Dawn waved a hand dismissively. "Oh, she's out with one of her boyfriends. She should be climbing up the wall any time now. I thought you were her."
"Buffy has boyfriends?" Willow pondered aloud. Her friend had never mentioned it.
Dawn was sketchy. "I think she's dating some SS guy. Or maybe two. I don't know. She doesn't talk about it much. Maybe she thinks mom would disapprove."
Willow shook off her surprise, kicked off her shoes, quickly got ready for bed and then slipped in next to Dawn. She fell asleep thinking about dancing, the shape and temperature of Tara's hand and the list of things Willow wanted to do before she died.
Sometime near morning, Willow felt a cold body slip into the bed between Dawn and her. Buffy snuggled down and burrowed her face into Willow's hair, drawing herself up tight against Willow's warm back. "Geez, Will, when did you take up cigar smoking?" she chuckled against her friend's neck. It tickled. Willow smiled, replying, "All the Nazis are doing it."
"And if the Nazis all jumped off a cliff you'd jump right with them, eh?"
It was Willow's turn to chuckle. "Nah. That would be pretty neat, though."
Spike strolled into the SS office of the secret police a bit late the next morning, a corrugated box under his left arm. He stubbed out his cigarette in the lobby and headed for the stairs up to his office. On the landing he spotted the clerk at his desk. An affable enough guy. Just a regular Joe. Young and a little soft. Interchangeable with any of the rest.
"Morning, Harris," Spike said as he glided by in his long overcoat. Harris barely looked up. "A fine morning it is, Mr. Blood." Spike chuckled. The kid greeted him differently every day. Sometimes it was, "Morning, did you say?" or "Right back at you, Mr. B." Always something. Spike let the chipperness follow him into his office like a soothing breeze. He flipped on the electric light and tossed the carton on his desk and hung his hat and coat on the tree behind the door. The sun was shining a tad too brightly, so he pulled the blind down half-way. That was when he trained his attention to the box. Taking a seat at his desk he began pulling out items and inspecting each of them for clues. There were always clues. When his boys had cleaned out a nest of Jews a few days ago there were a couple of occupants unaccounted for. The other Jews wouldn't fess up, of course. They always ran thick as thieves and couldn't be trusted to give away their own kind. No, his men had questioned the neighbors instead, giving them polite but firm treatment, accusing them of knowingly harboring Jews. That sort of thing always made the Good Germans a bit nervous and was usually enough to get them to cave. From the report he knew he was looking for a couple of young women. Names of Willow and Jenny.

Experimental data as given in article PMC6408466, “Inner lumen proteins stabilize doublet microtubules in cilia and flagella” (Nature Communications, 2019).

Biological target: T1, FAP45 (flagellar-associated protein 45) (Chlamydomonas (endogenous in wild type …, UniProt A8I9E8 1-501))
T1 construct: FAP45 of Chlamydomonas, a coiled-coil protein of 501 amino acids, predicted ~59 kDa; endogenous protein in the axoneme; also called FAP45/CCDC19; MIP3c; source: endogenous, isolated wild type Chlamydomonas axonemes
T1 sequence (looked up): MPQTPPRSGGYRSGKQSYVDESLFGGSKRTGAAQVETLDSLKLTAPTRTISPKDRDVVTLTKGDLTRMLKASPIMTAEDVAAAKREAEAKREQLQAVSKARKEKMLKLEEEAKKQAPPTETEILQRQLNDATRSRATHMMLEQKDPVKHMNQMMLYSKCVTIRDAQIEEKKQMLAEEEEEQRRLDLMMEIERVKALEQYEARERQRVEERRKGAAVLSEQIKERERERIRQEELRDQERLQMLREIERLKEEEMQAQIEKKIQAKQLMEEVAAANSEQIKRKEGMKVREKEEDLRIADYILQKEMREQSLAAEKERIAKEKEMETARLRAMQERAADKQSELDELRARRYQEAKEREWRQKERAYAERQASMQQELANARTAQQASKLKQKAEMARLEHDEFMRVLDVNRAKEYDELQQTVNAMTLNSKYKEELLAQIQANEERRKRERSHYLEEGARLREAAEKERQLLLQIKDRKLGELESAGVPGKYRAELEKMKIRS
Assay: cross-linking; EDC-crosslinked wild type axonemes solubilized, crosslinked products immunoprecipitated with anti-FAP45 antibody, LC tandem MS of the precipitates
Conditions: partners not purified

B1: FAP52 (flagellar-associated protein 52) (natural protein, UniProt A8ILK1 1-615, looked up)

Now he picked through the small belongings of the former occupants of the squalid little apartment, bits of cheap jewelry, a hair brush, a lipstick, old letters and a myriad of strange little mementos that these folks so often latched onto when they left their former lives behind to live on the lamb. He shoved each one of these personal things impersonally aside. He was looking for something specific. Papers, passports or...ah, yes, here they are: snapshots. Sepia-toned and a little blurry. Nothing written on the back, which was a shame. That usually made things easier. But there were definitely photos of two women who were not among those folks picked up. They were pretty, one a bit younger than the other--obviously not related by blood. From their smiles it was clear the snaps were taken in happier times. As was always the case.
Spike stubbed out another cigarette in a crystal ashtray on his desk (a souvenir from just such another box a few months back) and sighed. He began the task of the real detective work: trying to piece together the stories of these two ladies. How well did they know each other? Were they friends from way back? Might they be on the lamb together still? The first order of business was figuring out which one was Willow and which was Jenny. He always felt a better hunter when he could put a name to a face.
He sauntered down the hall to the office of his partner--an evil fuck named Caleb. Spike never cared for him. He was about the most heartless bastard Spike had ever met, and Spike considered himself fairly heartless. Caleb was a real piece of work. Hurting girls made him happy. Spike hammered his fist on the closed door, setting the window glass shaking.
"Come on, partner. We have some people to go see," he said.
Caleb opened the door, his coat and hat in hand. He tossed them on quickly and then inspected his handgun before pocketing it. His eyes flicked briefly over the photos Spike showed him.
"Pretty ones," was all he said for a long moment. Then, as the two of them were ambling down the hall: "It's the pretty ones who always turn out to have the darkest souls."
Spike had long since chosen to ignore the former preacher's twisted good-and-evil mutterings. Today was a workday. He had work to do. They both had work to do. And so fuck the wacky bastard. They would just go do it.